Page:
Physical Therapy Program Mission Statement
The aim of the Entry-Level Physical Therapy Program at Carroll is to produce clinicians, trained for general practice in a dynamic health care environment, who provide best care, respectful of patient/client values, grounded in evidence-based practice and clinical reasoning and who contribute to the profession and their community. To achieve the program's aim, the program and its individuals demonstrate effective teaching, scholarship, clinical practice, and service to the university, profession and community.
Physical Therapy Program Format
During the pre-professional phase, the freshman, sophomore and junior years, students must complete a minimum of 96 credits in their undergraduate majors with a pre-physical therapy emphasis, including all general degree and distribution requirements, while fulfilling the requirements for entrance into the professional phase.
The program's professional phase coursework is divided into two phases. During Phase I, students complete 32 credits in physical therapy program at the 400 level. Bachelor's degrees are awarded to those students satisfying all relevant college requirements at the conclusion of Phase I. In addition, students must satisfy specific academic requirements to progress in both Phase I and Phase II of the Entry-Level Doctor of Physical Therapy Program.
During Year 1 of Phase II, students take 44 credits of courses in physical therapy at the 500 level. Forty-six credits of physical therapy courses at the 600 level are taken during Year 2 of Phase II. An entry-level Doctor of Physical Therapy degree is awarded upon successful completion of Phases I and II. As part of the Phase II professional curriculum, the candidates must satisfactorily complete 35 weeks of clinical education at facilities affiliated with Carroll.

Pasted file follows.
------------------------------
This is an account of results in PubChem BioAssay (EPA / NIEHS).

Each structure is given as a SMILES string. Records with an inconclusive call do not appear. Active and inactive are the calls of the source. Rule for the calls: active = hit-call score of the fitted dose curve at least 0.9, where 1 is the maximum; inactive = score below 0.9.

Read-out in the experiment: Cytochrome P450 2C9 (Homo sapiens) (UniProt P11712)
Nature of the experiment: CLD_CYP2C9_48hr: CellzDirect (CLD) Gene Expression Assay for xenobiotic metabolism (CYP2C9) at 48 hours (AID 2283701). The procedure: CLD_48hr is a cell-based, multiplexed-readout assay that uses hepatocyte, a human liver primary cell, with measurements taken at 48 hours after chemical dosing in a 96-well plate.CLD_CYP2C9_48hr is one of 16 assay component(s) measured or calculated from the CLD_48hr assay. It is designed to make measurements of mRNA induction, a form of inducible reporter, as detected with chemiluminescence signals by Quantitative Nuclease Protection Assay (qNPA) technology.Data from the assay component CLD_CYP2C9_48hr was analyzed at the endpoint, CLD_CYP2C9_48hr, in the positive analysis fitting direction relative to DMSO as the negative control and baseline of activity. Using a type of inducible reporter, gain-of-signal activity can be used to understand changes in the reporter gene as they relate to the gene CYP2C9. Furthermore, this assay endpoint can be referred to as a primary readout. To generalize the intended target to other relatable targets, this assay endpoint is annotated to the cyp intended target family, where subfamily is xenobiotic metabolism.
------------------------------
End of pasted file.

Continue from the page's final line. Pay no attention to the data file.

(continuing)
Admission to the Program
There are three options for admission to the Physical Therapy Program at Carroll University and they are described in the Admission Information page.
Pre-professional education is grounded in the liberal arts and the natural, behavioral and social and health sciences with prerequisite course work in biology, chemistry, physics and psychology.
The professional phase begins the senior year for students who attend Carroll their freshman, sophomore and junior years; for students who complete their undergraduate education at another institution, it begins after graduating with a bachelor's degree. Thus, students who attend Carroll for both their pre-professional and their professional education will graduate with a Doctor of Physical Therapy (DPT) degree from Carroll University in six years; students who transfer to Carroll after completing undergraduate work at a different institution will require three years of study in the professional phase at Carroll to earn the DPT degree.